More than 250 business leaders from hospitality and leisure have written to the Chancellor Rishi Sunak urging the Government to keep VAT at 12.5% beyond March 2022. They call on the Treasury to maintain the current level to enable many fragile businesses to continue their recovery, to protect jobs, and to help stave off higher inflation in the economy.
Spearheaded by UKHospitality, signatories to the letter include individual businesses, a swathe of SMEs and some huge multi-national enterprises.
Commenting, Kate Nicholls, CEO of UKHospitality, said: “There are many compelling reasons why VAT should be held at the current rate given the current circumstances. However, this is about so much more than an extension to temporary measures in the face of the challenges brought by Covid; it’s about working to establish the right tax level for our world-class hospitality and tourism industries. It is vital, in the interests of competitiveness, job creation, growth and ensuring hospitality and tourism play their full part in driving the economic recovery.”
The hundreds of signatories to the letter include business leaders from: Apex Hotels, BaxterStory, Bourne Leisure, Big Table Group, Caffe Nero, Center Parcs, Côte, Fuller’s, Greene King, Hilton, IHG Hotels and Resorts, JD Wetherspoon, Loungers, Marston’s, Mitchells & Butlers, Moto Hospitality, Nobu, Parkdean Resorts, Pho, Pizza Express, Pizza Hut, Punch Pubs, Revolution, Rekom, The Restaurant Group, The Savoy Hotel Group, Wagamama and Young’s, plus many more.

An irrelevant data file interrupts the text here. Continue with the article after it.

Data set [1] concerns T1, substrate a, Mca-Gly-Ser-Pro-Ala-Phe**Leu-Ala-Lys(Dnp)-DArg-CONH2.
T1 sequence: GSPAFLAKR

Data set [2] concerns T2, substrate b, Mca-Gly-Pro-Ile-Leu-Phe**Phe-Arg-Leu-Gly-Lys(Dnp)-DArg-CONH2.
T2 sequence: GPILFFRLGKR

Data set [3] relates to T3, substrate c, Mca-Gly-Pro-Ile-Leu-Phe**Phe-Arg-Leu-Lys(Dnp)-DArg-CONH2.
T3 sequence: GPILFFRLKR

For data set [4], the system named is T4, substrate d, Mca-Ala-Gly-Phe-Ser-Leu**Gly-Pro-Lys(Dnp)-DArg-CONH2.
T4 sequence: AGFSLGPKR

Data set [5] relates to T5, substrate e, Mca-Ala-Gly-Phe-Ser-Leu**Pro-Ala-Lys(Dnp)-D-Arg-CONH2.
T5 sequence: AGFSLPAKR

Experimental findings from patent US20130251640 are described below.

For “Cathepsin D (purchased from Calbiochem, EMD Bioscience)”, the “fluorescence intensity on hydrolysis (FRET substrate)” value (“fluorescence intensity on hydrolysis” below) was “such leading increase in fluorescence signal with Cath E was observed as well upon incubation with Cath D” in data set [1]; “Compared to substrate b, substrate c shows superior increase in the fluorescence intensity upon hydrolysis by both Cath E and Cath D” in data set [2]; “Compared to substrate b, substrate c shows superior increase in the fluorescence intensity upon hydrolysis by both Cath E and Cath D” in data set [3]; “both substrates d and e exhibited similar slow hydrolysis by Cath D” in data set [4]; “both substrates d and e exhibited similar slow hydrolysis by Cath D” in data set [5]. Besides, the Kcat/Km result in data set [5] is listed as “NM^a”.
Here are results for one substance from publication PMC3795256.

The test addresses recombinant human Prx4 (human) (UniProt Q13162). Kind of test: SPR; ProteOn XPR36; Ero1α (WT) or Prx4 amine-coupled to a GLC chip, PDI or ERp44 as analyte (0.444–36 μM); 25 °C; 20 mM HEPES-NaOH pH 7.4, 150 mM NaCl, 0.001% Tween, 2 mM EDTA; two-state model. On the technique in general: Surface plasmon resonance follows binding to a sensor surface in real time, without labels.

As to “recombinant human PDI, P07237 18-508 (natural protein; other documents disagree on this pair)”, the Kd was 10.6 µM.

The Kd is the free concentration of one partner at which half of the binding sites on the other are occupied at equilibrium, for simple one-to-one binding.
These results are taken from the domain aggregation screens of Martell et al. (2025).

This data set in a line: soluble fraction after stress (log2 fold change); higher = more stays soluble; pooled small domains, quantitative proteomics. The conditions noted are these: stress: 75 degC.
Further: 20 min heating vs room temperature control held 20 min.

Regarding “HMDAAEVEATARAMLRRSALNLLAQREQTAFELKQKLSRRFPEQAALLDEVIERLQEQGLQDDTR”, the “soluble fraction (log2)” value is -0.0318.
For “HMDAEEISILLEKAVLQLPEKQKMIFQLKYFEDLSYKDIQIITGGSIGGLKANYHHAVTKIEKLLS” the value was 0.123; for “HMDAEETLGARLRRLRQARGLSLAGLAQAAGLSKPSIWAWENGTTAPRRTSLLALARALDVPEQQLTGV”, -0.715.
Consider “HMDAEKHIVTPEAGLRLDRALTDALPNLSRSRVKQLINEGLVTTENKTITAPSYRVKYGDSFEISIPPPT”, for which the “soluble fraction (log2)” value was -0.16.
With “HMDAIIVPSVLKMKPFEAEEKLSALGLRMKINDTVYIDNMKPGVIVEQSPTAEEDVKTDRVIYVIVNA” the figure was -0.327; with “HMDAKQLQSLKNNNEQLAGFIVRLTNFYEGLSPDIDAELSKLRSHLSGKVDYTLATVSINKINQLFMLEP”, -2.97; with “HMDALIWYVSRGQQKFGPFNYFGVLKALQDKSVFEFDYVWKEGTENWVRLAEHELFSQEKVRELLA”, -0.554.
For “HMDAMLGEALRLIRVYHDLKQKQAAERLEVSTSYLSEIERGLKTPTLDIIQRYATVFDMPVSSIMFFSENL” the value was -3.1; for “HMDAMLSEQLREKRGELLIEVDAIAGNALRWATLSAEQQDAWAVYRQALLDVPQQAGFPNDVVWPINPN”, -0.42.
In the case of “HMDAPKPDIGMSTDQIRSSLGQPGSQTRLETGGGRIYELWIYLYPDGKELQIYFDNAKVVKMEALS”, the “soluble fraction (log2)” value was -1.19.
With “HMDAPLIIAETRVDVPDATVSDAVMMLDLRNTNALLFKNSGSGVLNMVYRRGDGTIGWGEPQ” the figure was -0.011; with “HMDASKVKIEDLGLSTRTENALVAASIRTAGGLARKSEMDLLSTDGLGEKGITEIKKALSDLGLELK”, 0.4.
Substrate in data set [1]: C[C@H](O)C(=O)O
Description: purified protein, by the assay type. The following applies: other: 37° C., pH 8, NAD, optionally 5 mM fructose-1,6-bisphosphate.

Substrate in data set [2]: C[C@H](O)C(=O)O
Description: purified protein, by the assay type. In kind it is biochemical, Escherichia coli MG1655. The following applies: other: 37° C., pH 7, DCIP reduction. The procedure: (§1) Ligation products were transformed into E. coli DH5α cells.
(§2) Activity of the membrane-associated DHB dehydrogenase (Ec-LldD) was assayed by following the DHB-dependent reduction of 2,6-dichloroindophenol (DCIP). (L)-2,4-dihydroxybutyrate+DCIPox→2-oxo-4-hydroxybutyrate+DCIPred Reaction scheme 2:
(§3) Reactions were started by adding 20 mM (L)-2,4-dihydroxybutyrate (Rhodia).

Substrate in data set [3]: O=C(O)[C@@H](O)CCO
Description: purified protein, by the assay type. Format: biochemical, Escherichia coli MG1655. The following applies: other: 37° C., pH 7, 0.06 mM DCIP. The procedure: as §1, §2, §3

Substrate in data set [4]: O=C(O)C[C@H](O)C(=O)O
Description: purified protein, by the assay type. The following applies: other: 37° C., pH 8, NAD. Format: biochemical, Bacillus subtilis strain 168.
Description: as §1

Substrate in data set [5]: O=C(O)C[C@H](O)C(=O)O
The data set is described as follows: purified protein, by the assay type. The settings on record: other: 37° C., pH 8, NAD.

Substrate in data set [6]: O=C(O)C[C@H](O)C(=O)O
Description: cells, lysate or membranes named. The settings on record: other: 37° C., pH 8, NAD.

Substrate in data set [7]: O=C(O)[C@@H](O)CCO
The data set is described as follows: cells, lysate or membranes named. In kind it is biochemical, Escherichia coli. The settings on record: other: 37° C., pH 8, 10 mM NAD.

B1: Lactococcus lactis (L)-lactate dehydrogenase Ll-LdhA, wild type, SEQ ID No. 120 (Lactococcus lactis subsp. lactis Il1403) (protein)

The letter highlights the success of the lower rate of VAT applied for tourism and hospitality (on food, accommodation and non-alcohol drinks) in enabling businesses to survive, protect jobs and to continue their recovery, despite “the ravages of the pandemic”. It also says the policy has been paramount in helping businesses to keep as low as possible their prices to customers, in the face of significant cost pressure in the sector, including the cost of energy, transportation, wages and food and drink.
A major concern of the impact of the VAT rise is that businesses will have no choice but to significantly raise their prices, putting pressure on the cost of hospitality experiences and also further fuelling inflation across the economy.
The current rate of 12.5% is set to rise to 20% in April unless the Chancellor intervenes. The month will bring what has been described as a cliff edge for the hospitality industry with a rise in VAT set to happen alongside a rise in the national minimum wage, plus changes to business rate relief plus an end to the rent moratorium, which will impact thousands of operators.
HELPING TO CURB INFLATION
UKHospitality is also urging the government to keep VAT at 12.5% in the interests of limiting inflation. In a recent study of its members, 93% of companies said they intended to increase their prices by 11% in the next few months – double the headline rate of inflation in December 2021.
Due to the disproportionate impact hospitality has on the Bank of England’s ‘basket of goods’ – the cost of various items used by the bank to track inflation – an 11% price increase in hospitality would feed through into a rise of 1.7 percentage points to the headline rate of inflation, over the next 12 months.